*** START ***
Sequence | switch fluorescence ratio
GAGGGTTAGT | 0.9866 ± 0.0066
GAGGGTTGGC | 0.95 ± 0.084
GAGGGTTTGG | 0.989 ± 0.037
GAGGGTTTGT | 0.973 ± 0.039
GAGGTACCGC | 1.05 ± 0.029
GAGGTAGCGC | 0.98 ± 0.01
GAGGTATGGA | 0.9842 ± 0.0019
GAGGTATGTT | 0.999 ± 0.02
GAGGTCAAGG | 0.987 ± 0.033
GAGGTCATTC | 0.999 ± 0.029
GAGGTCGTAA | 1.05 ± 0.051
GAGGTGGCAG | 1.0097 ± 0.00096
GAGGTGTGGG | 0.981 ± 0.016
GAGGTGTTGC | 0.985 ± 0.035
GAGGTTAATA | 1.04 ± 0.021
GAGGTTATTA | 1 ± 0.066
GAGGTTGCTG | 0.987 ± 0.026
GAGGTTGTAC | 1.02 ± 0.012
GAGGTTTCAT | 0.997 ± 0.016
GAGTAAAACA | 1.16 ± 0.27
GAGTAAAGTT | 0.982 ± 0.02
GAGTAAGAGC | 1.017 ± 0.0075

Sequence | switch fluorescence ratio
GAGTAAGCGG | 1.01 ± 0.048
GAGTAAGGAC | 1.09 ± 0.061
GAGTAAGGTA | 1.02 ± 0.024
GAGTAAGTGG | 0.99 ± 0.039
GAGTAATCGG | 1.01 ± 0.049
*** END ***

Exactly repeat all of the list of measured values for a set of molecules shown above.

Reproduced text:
Sequence | switch fluorescence ratio
GAGGGTTAGT | 0.9866 ± 0.0066
GAGGGTTGGC | 0.95 ± 0.084
GAGGGTTTGG | 0.989 ± 0.037
GAGGGTTTGT | 0.973 ± 0.039
GAGGTACCGC | 1.05 ± 0.029
GAGGTAGCGC | 0.98 ± 0.01
GAGGTATGGA | 0.9842 ± 0.0019
GAGGTATGTT | 0.999 ± 0.02
GAGGTCAAGG | 0.987 ± 0.033
GAGGTCATTC | 0.999 ± 0.029
GAGGTCGTAA | 1.05 ± 0.051
GAGGTGGCAG | 1.0097 ± 0.00096
GAGGTGTGGG | 0.981 ± 0.016
GAGGTGTTGC | 0.985 ± 0.035
GAGGTTAATA | 1.04 ± 0.021
GAGGTTATTA | 1 ± 0.066
GAGGTTGCTG | 0.987 ± 0.026
GAGGTTGTAC | 1.02 ± 0.012
GAGGTTTCAT | 0.997 ± 0.016
GAGTAAAACA | 1.16 ± 0.27
GAGTAAAGTT | 0.982 ± 0.02
GAGTAAGAGC | 1.017 ± 0.0075

Sequence | switch fluorescence ratio
GAGTAAGCGG | 1.01 ± 0.048
GAGTAAGGAC | 1.09 ± 0.061
GAGTAAGGTA | 1.02 ± 0.024
GAGTAAGTGG | 0.99 ± 0.039
GAGTAATCGG | 1.01 ± 0.049